“So this chick was interviewing me about you yesterday.” He hadn’t actually said “chick,” and he hadn’t actually said “interviewing.” He hadn’t actually said any of it. He’d said something else in German and my brain saved it directly to the English-language database for further study. If he had said it in English he might have said “chick.” There are very few English words between “girl” and “woman” that feel good between the teeth.
“What? What does that even mean?” I asked as I walked between trailer and table with accouterments for breakfast.
“I was bartending at this party, and when the girl I was working with realized we were in a band together, she started asking me about you.”
I snorted. “What did she want to know?”
“What you look like, if you’re good looking.”
“Uh-huh. That’s ridiculous.”
“And then she asked me what kind of style you have.”
“What kind of style? Are you serious? What did you say?”
“Well…none. I told her you find a lot of things in the trash, including your clothing, and that you didn’t really have a ‘style’.”
I laughed, an outlandish chortle straight from the gut. I am never quite sure how others perceive me, but hearing that I have no identifiable style released a feeling something like relief. My relationship to clothing is tenuous. I enjoy the identity play inherit in costume, but loath the fact that fashion advertisements and magazines have turned donning a costume into a daily necessity and identity play into a consumer product. I like to look “good,” but I almost always favor practicality. I own more than my fair share of clothing, but when it comes down to it, I usually don’t care enough to bother. Who exactly is it that I need to impress? Generally, no one. And so on many a day you’ll find me in sweatpants and rubber boots with messy hair and the same shirt I’ve worn (and probably slept in) for the last three days. On those days, I like to think of myself as a champion of the bag lady aesthetic.
I find clothing in the dumpster across the street all the time. Not icky hole-ridden clothing, but neatly folded items still smelling of detergent. And while some of them may have gotten the boot because they’ve become too small or too big, the majority are being tossed because they’ve gone out of style. (Did you know that charitable organizations like Goodwill played a huge role in conditioning people to find throwing out clothes socially acceptable? More on that if I ever finish the damn trash book.) I see people wearing the same couple of H&M outfits in every city in the country. I’ve watched friends do absurd things to their bodies and their wallets in order to look like the ladies in the fashion magazines. And I can’t say that I like what I see.
I am a firm believer in the idea that everyone should do just what they want, so long as what they want does not hurt or encroach on the freedom of others. So if you want to buy a new wardrobe every season, then by all means, please do (forgetting, for a moment, the dubious environmental and labor practices in the textile industry). I too have been plagued by the siren call of the new. I too have bought an expensive pair of shoes out of sudden and unexplainable desire. But I question whether these desires are our own and whether we would still feel them if we lived in a world devoid of magazines, advertisements, or the concept of seasonal fashion.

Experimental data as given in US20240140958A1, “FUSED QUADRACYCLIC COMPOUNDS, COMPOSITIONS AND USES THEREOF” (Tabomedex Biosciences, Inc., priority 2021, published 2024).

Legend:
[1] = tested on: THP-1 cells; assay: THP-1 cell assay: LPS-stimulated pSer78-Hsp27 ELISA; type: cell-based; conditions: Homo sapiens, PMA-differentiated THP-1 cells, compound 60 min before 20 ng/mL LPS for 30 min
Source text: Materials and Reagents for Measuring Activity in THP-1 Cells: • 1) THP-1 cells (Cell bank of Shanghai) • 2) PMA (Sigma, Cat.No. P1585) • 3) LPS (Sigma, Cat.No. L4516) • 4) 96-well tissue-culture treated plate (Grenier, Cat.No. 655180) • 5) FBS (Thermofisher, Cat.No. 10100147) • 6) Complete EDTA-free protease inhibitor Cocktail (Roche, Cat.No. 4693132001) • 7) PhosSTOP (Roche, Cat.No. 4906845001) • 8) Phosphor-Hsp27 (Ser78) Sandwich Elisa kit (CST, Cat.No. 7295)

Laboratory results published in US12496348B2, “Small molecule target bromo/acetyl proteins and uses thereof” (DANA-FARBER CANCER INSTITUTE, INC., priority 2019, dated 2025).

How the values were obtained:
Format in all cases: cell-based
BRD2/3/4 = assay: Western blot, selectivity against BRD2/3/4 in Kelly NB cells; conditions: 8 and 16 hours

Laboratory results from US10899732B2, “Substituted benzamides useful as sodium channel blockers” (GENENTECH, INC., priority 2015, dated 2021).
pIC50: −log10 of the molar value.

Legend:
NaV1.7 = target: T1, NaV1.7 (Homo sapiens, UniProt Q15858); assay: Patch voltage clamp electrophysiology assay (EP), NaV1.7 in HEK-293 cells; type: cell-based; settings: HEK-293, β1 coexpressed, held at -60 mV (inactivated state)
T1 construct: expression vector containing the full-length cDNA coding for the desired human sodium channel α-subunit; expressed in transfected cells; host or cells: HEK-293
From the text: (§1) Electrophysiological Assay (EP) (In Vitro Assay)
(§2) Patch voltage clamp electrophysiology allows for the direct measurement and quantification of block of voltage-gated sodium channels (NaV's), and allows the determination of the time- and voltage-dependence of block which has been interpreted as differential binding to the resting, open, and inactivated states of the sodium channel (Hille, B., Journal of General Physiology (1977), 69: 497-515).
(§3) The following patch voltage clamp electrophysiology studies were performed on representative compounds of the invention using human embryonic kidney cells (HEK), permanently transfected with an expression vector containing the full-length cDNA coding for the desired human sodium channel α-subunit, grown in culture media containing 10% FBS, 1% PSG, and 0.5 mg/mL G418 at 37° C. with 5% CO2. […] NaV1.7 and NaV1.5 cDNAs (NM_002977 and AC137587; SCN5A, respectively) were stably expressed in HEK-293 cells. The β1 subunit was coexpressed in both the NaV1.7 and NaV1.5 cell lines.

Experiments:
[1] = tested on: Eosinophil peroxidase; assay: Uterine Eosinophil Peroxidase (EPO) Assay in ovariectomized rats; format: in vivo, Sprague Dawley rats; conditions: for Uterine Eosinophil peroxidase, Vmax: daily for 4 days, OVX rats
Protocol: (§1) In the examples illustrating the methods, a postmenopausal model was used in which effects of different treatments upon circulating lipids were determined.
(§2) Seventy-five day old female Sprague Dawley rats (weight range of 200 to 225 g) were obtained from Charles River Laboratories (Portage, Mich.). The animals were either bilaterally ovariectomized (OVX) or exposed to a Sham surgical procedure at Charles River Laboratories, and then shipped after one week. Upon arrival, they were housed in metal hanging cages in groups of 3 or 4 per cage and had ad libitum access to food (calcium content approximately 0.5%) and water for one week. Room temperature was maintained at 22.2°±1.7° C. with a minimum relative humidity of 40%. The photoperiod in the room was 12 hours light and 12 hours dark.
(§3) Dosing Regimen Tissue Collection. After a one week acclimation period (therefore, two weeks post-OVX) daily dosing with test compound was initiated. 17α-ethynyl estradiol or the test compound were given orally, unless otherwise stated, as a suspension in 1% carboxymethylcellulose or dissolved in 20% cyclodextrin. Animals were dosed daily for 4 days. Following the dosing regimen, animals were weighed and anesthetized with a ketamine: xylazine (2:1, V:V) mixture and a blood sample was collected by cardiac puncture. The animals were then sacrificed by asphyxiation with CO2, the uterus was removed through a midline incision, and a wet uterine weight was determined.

And so it was with great interest that I read about Kristy Powell’s One Dress Protest. Here was a woman so fed up with fashion that she was going to wear just one dress for an entire year. Why? “…to protest the ideas and motivations behind how and why I wear my clothes” she explains on her blog. “Over the year I aim to challenge the ways identity is constructed through clothing, what sustainability means for consumption, how our perception of others is so often based on external presentation, and what ‘fashion’ ultimately means for me going forward.”
While the concept of wearing the same item of clothing for extended periods of time is normal in my community (I have a friend who has had on the same pair of pants for the last two and a half years—interestingly enough it’s a pair I got out of the trash across the street, wore briefly, and tossed in our free box), in the wider world, the idea of wearing one outfit for an entire year is radical to the point of near insanity. And yet think of the benefits! No worries about what to wear tomorrow, no huge piles of laundry, no clothing expenses, and all that extra closet space. Unfortunately you’ll also be forced to notice (whether you wear just one or several outfits intensely and often) just how craptasticly made most modern clothing is.
“ODP is not about re-defining myself in the dress I’ve decided to wear for an extended period of time. It’s about learning to define myself outside of it, outside of my clothes,” explains Powell. In German the saying goes: Kleider machen Leute (clothes make people), a saying that tends to be true, but whose inherit truth is bullshit. Clothing doesn’t make people. Cultural mores valuing clothing the way our culture values clothing make large groups of people act as if clothing makes people. The difference may be subtle, but its implications are enormous. “You are not your fucking khakis.”
Do you have a love/hate relationship with fashion? Can you imagine wearing one dress (or pair of pants or shirt) for an entire year?
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